Digikey lists a series
    HK1005R10J-T Taiyo Yuden $0.01208/3k Multilayer Ferrite 100nH ±5% 200mA Unshielded 1.5 Ohm Max Q=8 @ 100MHz SR>600MHz -55°C ~ 125°C 100MHz Surface Mount 0402

    Seems things can be moved - I wonder how much P2 varies the sample window instant, with PVT ?
  • Rayman wrote: »
    whicker wrote: »
    This is my first attempt at running the HyperVGA_640_x_480_16bpp_1d.spin2 code.
    Is there no capacitor on that HR board? Looks like it's almost working...
    I'd try the VGA 8bpp code and then turn down the P2 clock as low as you can...

    I did add two 0.01 uF ceramic capacitors last night right after taking the photo. This was on the surface-mount part of the bottom of the board where +3V and 0V supply wires happened to be adjacent.
    Didn't change much at all, but having them there is obviously better.

    I'm thinking I'm missing pullups and pulldowns?
    RWDS might be picking up noise especially. Of any pin this is the most annoying because it tri-states and is input and output.

    Rayman, on your board, is CSn pulled up, and is RWDS pulled down? Or something different?

    I'm probably also going to directly solder the CLK wire and run a ground next to it if the resistors don't help.
  • No pullups at all. I think you can make the pin a smartpin and give it a pulldown, might help.
    I think I now have RWDS as input only for reads.
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  • Most of the pin config bits in a WRPIN instruction are not a smartpin mode setting. So setting pullup/down features can be done to the plain OUT control. Just keep the %MMMMM bits as all zeros, for no smartpin, and you'll get IN/OUT bit-bashing with optional features like a pullup.
    "We suspect that ALMA will allow us to observe this rare form of CO in many other discs.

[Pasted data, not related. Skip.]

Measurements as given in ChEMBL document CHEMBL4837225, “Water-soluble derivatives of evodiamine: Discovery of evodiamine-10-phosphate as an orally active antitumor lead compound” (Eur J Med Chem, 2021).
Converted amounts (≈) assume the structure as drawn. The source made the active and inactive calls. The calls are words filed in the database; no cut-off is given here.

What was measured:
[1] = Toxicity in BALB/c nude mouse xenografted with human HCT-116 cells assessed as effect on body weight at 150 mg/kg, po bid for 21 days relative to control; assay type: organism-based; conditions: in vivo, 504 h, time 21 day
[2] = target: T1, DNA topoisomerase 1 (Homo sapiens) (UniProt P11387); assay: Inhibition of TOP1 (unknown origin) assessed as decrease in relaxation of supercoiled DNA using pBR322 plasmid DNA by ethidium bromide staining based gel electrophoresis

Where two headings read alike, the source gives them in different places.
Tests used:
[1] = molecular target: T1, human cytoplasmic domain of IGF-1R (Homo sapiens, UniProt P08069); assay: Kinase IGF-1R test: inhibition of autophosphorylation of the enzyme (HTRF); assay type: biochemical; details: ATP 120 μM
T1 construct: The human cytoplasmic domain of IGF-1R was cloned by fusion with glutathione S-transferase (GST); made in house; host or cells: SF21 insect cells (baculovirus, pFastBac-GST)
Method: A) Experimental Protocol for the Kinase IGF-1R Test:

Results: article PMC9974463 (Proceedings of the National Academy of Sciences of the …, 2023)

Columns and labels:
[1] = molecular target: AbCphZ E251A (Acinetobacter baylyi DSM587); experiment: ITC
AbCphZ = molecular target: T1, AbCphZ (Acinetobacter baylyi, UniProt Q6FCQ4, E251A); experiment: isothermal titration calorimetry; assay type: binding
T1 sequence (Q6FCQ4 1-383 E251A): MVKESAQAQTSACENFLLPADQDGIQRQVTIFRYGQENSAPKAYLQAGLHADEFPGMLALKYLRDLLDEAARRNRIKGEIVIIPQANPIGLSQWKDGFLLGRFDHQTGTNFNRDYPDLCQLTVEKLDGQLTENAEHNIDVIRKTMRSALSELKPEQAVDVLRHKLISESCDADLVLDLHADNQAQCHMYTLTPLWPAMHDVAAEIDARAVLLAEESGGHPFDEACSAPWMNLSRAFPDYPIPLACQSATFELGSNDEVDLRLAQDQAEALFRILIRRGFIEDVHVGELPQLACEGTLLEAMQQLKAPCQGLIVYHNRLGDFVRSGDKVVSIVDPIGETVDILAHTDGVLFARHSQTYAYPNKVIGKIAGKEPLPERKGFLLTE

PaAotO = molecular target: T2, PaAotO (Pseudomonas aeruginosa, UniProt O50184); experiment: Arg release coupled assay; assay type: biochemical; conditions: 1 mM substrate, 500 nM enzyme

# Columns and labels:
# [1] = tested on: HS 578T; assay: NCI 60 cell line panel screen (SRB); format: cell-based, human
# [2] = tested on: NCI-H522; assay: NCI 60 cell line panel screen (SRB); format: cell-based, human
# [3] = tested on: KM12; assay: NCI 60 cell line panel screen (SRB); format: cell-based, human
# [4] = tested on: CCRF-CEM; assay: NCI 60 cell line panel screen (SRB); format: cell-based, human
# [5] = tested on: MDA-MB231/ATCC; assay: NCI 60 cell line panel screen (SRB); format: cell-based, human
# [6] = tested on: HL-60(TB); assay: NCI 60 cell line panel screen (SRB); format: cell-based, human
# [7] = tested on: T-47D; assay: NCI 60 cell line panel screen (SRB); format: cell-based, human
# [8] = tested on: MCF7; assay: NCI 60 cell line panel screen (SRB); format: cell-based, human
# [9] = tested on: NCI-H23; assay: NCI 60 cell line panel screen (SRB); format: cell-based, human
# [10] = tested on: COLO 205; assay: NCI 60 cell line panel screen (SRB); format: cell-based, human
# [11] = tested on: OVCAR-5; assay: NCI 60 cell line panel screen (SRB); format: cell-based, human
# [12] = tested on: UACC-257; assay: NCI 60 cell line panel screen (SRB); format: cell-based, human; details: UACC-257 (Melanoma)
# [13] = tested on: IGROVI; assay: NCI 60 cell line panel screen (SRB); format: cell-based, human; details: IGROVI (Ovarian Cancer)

By doing that, we can more accurately measure their mass, and determine whether
    scientists have systematically been underestimating how much matter they contain."
  • Each DAC can be configured and operated without activating its smartpin. In fact using the streamers to control the DACs requires avoiding the smartpin.
    "We suspect that ALMA will allow us to observe this rare form of CO in many other discs.
    By doing that, we can more accurately measure their mass, and determine whether
    scientists have systematically been underestimating how much matter they contain."
  • evanhevanh Posts: 7,839
    edited 2019-03-25 - 23:40:23
    The As, Bs, Fs and Ts are well documented in the main google doc. For the Ps I've done my best to transcribe Chip's Pin_Modes sheet - https://forums.parallax.com/discussion/comment/1452036/#Comment_1452036

    "We suspect that ALMA will allow us to observe this rare form of CO in many other discs.
    By doing that, we can more accurately measure their mass, and determine whether
    scientists have systematically been underestimating how much matter they contain."
  • Thanks, there's still a lot I need to digest about the P2 I/O pins.

    BTW: I'm thinking about using two HR chips to make 16-bit bus...
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  • evanhevanh Posts: 7,839
    edited 2019-03-25 - 23:54:43